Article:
two literary giants of the short story, Ron Rash and Claire Keegan will treat Cuirt 2013 to a reading of their work

Posted: April 26, 2013 in Cuirt
Tags: , , , , , , ,

Event : 27 Apr 2013 20:30- 22:30

Venue: Town Hall Theatre

ADMISSION €12/€10

This pair of short-story heavyweights are interested in lives that are as remote as the places they inhabit. A film of Rash’s novel Serena will be released later this year. Keegan’s collections Walk the Blue Fields and Antarctica have both a beauty and menace to them. Rash – whose last collection Burning Bright won the Frank O’Connor Award – will read from his new selection of Appalachian tales, Nothing Gold Can Stay .  (published in the Irish Times website Thu, Apr 25, 2013)

 

Join Cuirt for a special evening in the company of two literary giant sof the short story form, Ron Rash and Claire Keegan will treat the audiance  to a reading of their work followed by a joint discussion with chairperson Matthew Ziruk.

Ron Rash

‘Ron Rash is a writer of quiet andstunning beauty… The stories in BurningBright are beautiful. Each story is luminescent, deeply communicative of Appalachia and perfectly framed with sentences both lyrical and grounded.’

— The Huffington Post

Reminiscent of Flannery O’Connor and John Steinbeck, Ron Rash has earned international acclaim as one of the most gifted writers to emerge from North America in the last decade.

Rash is an award-winning poet, short-story writer and novelist. His books include: The Night the New Jesus Fell to Earth and Other Stories from Cliffside, North Carolina, (1994), Eureka Mill, (1998), Casualties, (2000). Raising the Dead (poetry collection), (2002), One Foot in Eden, (2002), Saints at the River (2004) , The World Made Straight (2006) and The Cove (2012).

His most recent story collection, Burning Bright, won the 2010 Frank O’Connor International Short Story Award and his previous novel, Serena, was a New York Times Bestseller and is soon to be released as a movie.

Rash, who has been twice shortlisted for the PEN/Faulkner award and has won the O Henry prize twice, currently holds the John Parris Chair in Appalachian Studies at Western Carolina University.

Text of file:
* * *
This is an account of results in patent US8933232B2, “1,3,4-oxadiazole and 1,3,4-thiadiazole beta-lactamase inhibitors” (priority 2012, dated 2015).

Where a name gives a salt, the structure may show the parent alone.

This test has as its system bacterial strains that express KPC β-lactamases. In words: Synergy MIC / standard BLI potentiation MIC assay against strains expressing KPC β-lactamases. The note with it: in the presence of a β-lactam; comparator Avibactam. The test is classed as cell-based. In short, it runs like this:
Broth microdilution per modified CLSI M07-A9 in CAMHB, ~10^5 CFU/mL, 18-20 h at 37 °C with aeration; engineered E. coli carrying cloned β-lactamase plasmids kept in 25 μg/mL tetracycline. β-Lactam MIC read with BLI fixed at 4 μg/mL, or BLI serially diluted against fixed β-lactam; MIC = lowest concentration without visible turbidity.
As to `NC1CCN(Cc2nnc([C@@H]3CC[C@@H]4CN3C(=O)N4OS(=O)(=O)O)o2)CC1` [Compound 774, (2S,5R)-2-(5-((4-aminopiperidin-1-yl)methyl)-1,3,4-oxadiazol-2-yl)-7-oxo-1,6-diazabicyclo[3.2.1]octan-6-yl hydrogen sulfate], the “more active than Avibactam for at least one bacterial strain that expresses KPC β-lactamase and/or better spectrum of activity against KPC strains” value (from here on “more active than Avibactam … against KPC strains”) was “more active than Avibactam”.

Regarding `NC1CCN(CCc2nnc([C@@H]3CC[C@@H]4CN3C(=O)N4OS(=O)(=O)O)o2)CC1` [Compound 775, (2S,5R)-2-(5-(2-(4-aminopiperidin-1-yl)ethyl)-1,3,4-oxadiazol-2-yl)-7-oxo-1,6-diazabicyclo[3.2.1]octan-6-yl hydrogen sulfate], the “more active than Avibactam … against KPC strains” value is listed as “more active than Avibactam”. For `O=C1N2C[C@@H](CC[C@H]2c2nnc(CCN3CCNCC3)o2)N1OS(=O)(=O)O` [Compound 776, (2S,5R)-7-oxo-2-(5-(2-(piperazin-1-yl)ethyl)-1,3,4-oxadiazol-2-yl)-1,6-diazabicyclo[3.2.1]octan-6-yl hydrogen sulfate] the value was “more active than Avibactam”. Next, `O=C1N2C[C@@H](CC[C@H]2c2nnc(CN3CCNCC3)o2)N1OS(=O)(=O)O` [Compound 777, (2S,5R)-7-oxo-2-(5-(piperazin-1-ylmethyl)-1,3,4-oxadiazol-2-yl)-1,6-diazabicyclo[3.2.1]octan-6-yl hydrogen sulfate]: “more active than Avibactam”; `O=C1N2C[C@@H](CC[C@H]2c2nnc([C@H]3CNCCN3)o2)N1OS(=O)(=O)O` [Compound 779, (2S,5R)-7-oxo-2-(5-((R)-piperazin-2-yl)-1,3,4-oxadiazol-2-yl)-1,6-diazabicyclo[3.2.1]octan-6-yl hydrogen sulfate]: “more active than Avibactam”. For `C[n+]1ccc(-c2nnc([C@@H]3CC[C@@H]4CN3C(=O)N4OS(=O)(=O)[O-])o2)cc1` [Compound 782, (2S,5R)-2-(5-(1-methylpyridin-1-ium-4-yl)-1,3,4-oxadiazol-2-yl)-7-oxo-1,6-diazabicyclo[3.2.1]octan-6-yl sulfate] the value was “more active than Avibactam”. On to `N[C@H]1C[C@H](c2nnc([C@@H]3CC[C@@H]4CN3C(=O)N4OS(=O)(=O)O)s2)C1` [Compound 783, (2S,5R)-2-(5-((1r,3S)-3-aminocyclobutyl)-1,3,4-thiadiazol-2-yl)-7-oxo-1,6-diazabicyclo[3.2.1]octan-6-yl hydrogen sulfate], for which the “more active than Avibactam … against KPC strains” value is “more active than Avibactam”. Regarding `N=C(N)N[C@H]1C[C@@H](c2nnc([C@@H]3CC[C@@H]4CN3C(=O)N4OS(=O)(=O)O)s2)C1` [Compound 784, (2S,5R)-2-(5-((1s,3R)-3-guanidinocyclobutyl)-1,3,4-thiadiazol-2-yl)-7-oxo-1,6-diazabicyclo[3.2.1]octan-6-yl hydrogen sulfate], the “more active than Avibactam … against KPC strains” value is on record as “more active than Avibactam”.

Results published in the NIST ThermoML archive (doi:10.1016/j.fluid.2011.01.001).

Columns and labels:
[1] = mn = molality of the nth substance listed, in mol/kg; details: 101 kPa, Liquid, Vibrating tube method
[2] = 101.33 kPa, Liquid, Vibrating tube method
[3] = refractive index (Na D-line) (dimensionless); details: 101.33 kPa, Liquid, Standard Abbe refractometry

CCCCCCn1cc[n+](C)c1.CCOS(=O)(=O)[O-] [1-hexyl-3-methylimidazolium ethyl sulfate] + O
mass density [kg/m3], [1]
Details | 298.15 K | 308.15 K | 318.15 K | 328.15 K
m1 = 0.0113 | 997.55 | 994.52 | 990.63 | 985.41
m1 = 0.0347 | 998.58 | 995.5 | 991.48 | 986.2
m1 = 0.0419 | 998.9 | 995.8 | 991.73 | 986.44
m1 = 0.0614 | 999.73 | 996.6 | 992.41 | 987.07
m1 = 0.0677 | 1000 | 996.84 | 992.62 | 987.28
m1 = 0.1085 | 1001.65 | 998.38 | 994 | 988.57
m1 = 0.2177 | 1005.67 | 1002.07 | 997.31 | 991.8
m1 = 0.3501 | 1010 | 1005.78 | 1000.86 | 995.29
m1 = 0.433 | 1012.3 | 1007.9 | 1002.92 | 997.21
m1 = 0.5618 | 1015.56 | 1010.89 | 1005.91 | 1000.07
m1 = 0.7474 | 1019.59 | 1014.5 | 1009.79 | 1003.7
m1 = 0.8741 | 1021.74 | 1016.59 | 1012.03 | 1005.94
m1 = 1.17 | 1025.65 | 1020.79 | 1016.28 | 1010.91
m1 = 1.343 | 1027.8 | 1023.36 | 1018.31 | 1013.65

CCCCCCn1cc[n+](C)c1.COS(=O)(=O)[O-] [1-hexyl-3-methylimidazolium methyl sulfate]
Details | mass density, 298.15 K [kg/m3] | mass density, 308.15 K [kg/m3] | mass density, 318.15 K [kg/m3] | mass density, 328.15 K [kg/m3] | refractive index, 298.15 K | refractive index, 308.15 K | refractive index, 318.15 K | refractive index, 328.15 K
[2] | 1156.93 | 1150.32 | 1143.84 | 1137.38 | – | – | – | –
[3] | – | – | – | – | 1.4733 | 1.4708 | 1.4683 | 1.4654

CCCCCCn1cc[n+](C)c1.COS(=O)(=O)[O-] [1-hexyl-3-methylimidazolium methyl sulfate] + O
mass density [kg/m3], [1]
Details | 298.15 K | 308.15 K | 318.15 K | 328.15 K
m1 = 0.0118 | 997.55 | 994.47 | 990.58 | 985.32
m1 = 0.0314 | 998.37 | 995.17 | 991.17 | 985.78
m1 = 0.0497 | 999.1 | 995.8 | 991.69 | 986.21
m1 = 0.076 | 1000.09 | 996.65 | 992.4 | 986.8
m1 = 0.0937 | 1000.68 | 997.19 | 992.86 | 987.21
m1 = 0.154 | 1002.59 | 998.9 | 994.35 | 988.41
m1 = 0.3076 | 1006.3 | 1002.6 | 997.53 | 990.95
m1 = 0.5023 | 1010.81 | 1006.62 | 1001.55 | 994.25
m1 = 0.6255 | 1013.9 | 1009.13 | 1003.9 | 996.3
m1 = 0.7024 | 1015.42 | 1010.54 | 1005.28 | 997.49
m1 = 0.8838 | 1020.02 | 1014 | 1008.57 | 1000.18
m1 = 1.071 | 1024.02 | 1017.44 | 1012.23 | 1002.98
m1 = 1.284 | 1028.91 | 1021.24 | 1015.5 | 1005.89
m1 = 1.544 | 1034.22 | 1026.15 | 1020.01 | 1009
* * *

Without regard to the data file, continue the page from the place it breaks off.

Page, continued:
Claire Keegan

‘Every line seems to be a lesson in the perfect deployment of both style and emotion’. -Hilary Mantel

Claire Keegan grew up on the Wicklow/Wexford border, studied Literature and Politics at Loyola University, New Orleans, and subsequently earned an MA at the University of Wales and an M.Phil at Trinity College, Dublin.

Her debut: Antarctica, was a Los Angeles Times Book of the Year. The Observer called these stories: ‘Among the finest recently written in English’.
In 2007, Walk the Blue Fields, was published to huge critical acclaim and went on to win The Edge Hill Prize for the strongest collection published in The British Isles that year. Foster (2010) won The Davy Byrnes Award, judged by Richard Ford who said: “Keegan is a rarity-someone I will always want to read’’. The story was subsequently published by Faber, abridged for The New Yorker, shortlisted for the 2010 Kerry Fiction Prize and published in Best American Stories, 2010. Her stories have been translated into 12 languages.

A member of Aosdána, Keegan now lives on the Wexford coast.

The best stories here are so textured and moving, so universal but utterly distinctive, that it’s easy to imagine readers savouring them many years from now and to imagine critics, far in the future, deploying lofty new terms to explain what it is that makes Keegan’s fiction work’.

–The New York Times (Walk the Blue Fields review)

 

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